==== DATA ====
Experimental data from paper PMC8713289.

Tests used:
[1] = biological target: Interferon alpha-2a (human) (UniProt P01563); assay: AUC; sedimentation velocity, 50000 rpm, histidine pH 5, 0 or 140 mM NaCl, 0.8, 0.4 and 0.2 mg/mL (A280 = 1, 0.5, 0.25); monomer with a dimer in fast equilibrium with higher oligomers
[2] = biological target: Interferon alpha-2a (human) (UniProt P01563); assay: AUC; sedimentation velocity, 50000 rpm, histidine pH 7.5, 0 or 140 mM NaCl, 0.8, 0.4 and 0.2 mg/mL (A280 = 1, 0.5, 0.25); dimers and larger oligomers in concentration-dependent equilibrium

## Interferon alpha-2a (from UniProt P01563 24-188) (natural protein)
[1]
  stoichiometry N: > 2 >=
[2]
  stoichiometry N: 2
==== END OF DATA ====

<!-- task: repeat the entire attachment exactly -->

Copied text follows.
Experimental data from paper PMC8713289.

Tests used:
[1] = biological target: Interferon alpha-2a (human) (UniProt P01563); assay: AUC; sedimentation velocity, 50000 rpm, histidine pH 5, 0 or 140 mM NaCl, 0.8, 0.4 and 0.2 mg/mL (A280 = 1, 0.5, 0.25); monomer with a dimer in fast equilibrium with higher oligomers
[2] = biological target: Interferon alpha-2a (human) (UniProt P01563); assay: AUC; sedimentation velocity, 50000 rpm, histidine pH 7.5, 0 or 140 mM NaCl, 0.8, 0.4 and 0.2 mg/mL (A280 = 1, 0.5, 0.25); dimers and larger oligomers in concentration-dependent equilibrium

## Interferon alpha-2a (from UniProt P01563 24-188) (natural protein)
[1]
  stoichiometry N: > 2 >=
[2]
  stoichiometry N: 2